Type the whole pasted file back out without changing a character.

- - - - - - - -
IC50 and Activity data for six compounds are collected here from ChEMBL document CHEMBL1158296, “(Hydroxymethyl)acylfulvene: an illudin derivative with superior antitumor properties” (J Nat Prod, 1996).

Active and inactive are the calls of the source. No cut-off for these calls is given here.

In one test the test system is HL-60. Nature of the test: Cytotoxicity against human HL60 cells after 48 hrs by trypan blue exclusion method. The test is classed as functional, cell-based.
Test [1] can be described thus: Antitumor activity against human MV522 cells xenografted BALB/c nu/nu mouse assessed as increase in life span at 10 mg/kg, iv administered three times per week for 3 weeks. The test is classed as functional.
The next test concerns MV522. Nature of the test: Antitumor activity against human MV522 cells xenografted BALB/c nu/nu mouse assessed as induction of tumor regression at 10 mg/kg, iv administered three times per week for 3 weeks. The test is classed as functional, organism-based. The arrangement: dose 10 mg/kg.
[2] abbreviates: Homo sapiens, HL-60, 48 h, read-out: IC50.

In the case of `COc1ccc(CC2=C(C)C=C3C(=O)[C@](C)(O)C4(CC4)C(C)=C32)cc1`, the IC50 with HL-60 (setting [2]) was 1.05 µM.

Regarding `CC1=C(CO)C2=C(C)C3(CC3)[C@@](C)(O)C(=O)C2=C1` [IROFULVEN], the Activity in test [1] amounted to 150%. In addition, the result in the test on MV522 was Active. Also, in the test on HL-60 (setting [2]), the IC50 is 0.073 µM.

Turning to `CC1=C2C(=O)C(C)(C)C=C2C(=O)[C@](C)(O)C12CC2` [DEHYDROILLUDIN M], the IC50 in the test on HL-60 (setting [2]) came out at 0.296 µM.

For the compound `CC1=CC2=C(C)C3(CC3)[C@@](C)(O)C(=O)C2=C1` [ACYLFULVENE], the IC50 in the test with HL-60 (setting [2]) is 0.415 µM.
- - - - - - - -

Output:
IC50 and Activity data for six compounds are collected here from ChEMBL document CHEMBL1158296, “(Hydroxymethyl)acylfulvene: an illudin derivative with superior antitumor properties” (J Nat Prod, 1996).

Active and inactive are the calls of the source. No cut-off for these calls is given here.

In one test the test system is HL-60. Nature of the test: Cytotoxicity against human HL60 cells after 48 hrs by trypan blue exclusion method. The test is classed as functional, cell-based.
Test [1] can be described thus: Antitumor activity against human MV522 cells xenografted BALB/c nu/nu mouse assessed as increase in life span at 10 mg/kg, iv administered three times per week for 3 weeks. The test is classed as functional.
The next test concerns MV522. Nature of the test: Antitumor activity against human MV522 cells xenografted BALB/c nu/nu mouse assessed as induction of tumor regression at 10 mg/kg, iv administered three times per week for 3 weeks. The test is classed as functional, organism-based. The arrangement: dose 10 mg/kg.
[2] abbreviates: Homo sapiens, HL-60, 48 h, read-out: IC50.

In the case of `COc1ccc(CC2=C(C)C=C3C(=O)[C@](C)(O)C4(CC4)C(C)=C32)cc1`, the IC50 with HL-60 (setting [2]) was 1.05 µM.

Regarding `CC1=C(CO)C2=C(C)C3(CC3)[C@@](C)(O)C(=O)C2=C1` [IROFULVEN], the Activity in test [1] amounted to 150%. In addition, the result in the test on MV522 was Active. Also, in the test on HL-60 (setting [2]), the IC50 is 0.073 µM.

Turning to `CC1=C2C(=O)C(C)(C)C=C2C(=O)[C@](C)(O)C12CC2` [DEHYDROILLUDIN M], the IC50 in the test on HL-60 (setting [2]) came out at 0.296 µM.

For the compound `CC1=CC2=C(C)C3(CC3)[C@@](C)(O)C(=O)C2=C1` [ACYLFULVENE], the IC50 in the test with HL-60 (setting [2]) is 0.415 µM.